* Banca Popolare di Vicenza SpA CEO Fabrizio Viola said it is proceeding with the evaluation of a possible merger with Veneto Banca SpA, noting that the drafting of an industrial plan is the first priority and management changes will not delay an eventual deal, Il Sole 24 Ore writes. Popolare di Vicenza shareholders voted to take legal action against former managers after thousands of small investors lost their savings when the bank was bailed out by rescue fund Atlante, Reuters says.

* The ECB pushed back by one month to Feb. 28, 2017, the deadline for Banca Carige SpA to present its plan for disposing of nonperfoming loans, Il Sole 24 Ore reports.

* Banca Popolare di Sondrio SCpA is studying the possibility of postponing a Dec. 17 shareholders' meeting to approve its transformation into a joint stock company until Dec. 27 due to uncertainty following a court decision suspending some aspects of the government's reform measures on cooperative lenders, Il Sole 24 Ore says.

* Data from the Bank of Greece shows that the central bank's emergency funding for the country's lenders declined to €45 billion at the end of last month from €46.3 billion at October-end, Reuters writes.

* After six consecutive years, Greek banks have returned to operating profitability in 2016, Eurobank Ergasias SA Chairman Nikos Karamouzis told a forum in New York, Imerisia reports. He noted that despite the ongoing uncertainty and economic stagnation, the conditions in the Greek banking system showed a steady improvement.

NORDIC COUNTRIES

* Norwegian online lender Monobank is expected to achieve a fourfold increase in its loan portfolio over the next two years, Dagens Næringsliv reports. Owned by the Pareto financial services group, the online bank is on course to reach a lending level of 800 million kroner in 2016.

EASTERN EUROPE

* PJSC Tatfondbank's board of directors did not approve a financial rehabilitation program for the lender, with its main shareholder, the local government of Russia's Tatarstan Republic, trying to maintain control over the bank at all costs, Kommersant writes. RBK Daily says, on the other hand, that three alternative financial recovery plans are being considered for the lender and that they will be presented to the Russian central bank on Dec. 14.

* JSC VTB Bank will receive about 330 billion Russian rubles in state guarantee payments on loans provided to companies participating in Russia's state armament program, shut in 2015, Vedomosti reports, adding that PAO Sberbank of Russia will receive a similar amount. The government decided to pay off this year almost 800 billion rubles out of more than 1 trillion rubles of loans provided under the program.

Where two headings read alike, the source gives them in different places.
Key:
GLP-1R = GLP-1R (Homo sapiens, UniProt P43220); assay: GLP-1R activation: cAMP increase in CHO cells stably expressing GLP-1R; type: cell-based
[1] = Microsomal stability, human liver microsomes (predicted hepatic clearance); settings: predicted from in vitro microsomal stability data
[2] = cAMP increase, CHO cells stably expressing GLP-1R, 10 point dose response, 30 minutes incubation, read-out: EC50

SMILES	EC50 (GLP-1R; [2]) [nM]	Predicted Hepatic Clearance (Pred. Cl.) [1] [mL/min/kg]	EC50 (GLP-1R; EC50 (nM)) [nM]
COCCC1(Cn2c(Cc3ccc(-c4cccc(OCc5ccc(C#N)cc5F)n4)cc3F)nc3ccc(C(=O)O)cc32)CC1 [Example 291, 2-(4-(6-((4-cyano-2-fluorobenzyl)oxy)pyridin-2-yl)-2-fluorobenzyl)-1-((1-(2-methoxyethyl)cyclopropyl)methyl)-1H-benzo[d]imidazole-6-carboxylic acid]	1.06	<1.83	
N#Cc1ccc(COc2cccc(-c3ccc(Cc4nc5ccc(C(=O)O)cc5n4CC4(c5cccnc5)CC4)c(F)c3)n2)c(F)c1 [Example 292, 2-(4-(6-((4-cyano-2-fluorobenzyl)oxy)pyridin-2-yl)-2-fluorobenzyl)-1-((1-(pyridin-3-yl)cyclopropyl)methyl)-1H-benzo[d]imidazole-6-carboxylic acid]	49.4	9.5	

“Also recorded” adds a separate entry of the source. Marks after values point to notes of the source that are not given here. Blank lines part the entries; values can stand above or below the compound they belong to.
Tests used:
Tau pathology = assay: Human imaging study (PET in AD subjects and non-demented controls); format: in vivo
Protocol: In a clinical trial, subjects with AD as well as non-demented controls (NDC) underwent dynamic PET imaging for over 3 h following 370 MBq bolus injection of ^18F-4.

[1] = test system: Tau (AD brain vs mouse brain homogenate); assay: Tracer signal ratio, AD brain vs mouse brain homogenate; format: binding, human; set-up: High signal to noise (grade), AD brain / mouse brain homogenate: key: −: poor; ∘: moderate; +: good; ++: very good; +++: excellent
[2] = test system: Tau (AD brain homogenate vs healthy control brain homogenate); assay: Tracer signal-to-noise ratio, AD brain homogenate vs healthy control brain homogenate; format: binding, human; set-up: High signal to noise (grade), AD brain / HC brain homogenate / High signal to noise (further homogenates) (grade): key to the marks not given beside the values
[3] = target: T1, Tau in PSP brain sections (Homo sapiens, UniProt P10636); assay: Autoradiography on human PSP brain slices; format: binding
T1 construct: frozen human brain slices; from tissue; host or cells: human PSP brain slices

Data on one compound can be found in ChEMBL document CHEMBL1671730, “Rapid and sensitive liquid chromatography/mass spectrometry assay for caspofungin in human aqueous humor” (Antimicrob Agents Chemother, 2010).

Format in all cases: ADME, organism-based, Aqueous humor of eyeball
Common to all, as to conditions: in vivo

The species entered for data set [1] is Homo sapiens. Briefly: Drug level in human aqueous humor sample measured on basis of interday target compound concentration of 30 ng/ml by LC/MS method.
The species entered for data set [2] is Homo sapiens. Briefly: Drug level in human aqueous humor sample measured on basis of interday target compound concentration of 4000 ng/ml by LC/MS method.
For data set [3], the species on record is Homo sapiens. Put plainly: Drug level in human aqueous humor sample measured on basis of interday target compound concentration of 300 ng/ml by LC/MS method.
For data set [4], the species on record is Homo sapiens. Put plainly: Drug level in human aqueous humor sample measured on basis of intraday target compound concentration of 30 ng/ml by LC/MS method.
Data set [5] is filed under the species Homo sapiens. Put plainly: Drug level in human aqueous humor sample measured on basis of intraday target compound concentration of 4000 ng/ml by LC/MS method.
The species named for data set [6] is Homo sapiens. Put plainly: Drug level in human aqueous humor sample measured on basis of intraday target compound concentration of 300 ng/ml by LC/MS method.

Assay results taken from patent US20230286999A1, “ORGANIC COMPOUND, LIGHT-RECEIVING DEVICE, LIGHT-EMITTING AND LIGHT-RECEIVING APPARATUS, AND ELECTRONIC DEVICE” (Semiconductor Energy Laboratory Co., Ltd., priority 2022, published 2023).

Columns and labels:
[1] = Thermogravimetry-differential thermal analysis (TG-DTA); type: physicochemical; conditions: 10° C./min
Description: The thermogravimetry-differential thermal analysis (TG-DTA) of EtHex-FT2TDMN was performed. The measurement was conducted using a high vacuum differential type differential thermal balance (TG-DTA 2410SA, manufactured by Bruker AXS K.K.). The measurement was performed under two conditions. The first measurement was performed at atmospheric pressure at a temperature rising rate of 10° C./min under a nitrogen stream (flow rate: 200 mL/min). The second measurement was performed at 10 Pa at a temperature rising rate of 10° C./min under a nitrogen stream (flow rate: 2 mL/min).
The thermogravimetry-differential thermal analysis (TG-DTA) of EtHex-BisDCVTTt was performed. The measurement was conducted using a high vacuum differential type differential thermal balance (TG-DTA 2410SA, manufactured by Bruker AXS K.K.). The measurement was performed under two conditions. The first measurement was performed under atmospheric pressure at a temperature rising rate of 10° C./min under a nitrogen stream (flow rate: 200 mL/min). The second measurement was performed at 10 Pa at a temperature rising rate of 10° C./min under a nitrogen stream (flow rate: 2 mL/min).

* Sberbank could sell its stakes in Visa and Mastercard, but it is early to talk about potential transactions at this stage, news agency Prime reports.

* Sberbank CEO Herman Gref said the strategy of the lender's international unit in individual countries and regions will focus on optimization, digitization and the introduction of new business models, but will not include geographic expansion, Rzeczpospolita reports.

* The fourth-quarter financial results of Polish banks will be negatively affected by the cost of deposit guarantees for cooperative lender Bank Spóldzielczy Nadarzyn, which collapsed in October, Rzeczpospolita says.

* The Romanian central bank warned about risks to the country's financial stability stemming from investor sentiment and unpredictable legislation in the banking sector, SEENews says.

* The National Bank of Ukraine expects that the recapitalization of state banks and the cleanup of the banking sector will be completed in 2017, Interfax Ukraine reports.

IN OTHER PARTS OF THE WORLD

Asia-Pacific: China Minsheng eyes Novo Banco; Allianz closing Australia aviation insurance biz

Middle East & Africa: Bleak outlook for Mozambique; Qatari fund eyes $10B investment in US

Latin America: Brazil plans new economic stimulus; Seguros Monterrey for sale

North America: Pacific Premier buying Heritage Oaks for $405.6M; Highland Capital sues investor

North America Insurance: Prudential Financial under probe; New York Life unit for sale

NOW FEATURED ON S&P GLOBAL MARKET INTELLIGENCE

Proposed Basel IV deal would hit European banks hard: The Basel Committee wants to set capital floors at 75%, a move that could force European banks to raise much more capital. But the devil will be in the detail of the final agreement due in the new year.

UniCredit's giant rights issue unaffected by Italian headwinds, CEO says: Jean-Pierre Mustier was bullish about the prospects of the €13 billion capital raise announced Dec. 13, expressing confidence in Italy despite recent political turmoil and the saga surrounding Banca Monte dei Paschi.

Sheryl Obejera, Ed Meza, Meike Wijers, Gerard O'Dwyer, Beata Fojcik, Mike Hatzidakis, Ali Kayalar, Heather O'Brian, Stephanie Salti, Praxilla Trabattoni and Mariana Aldano contributed to this report.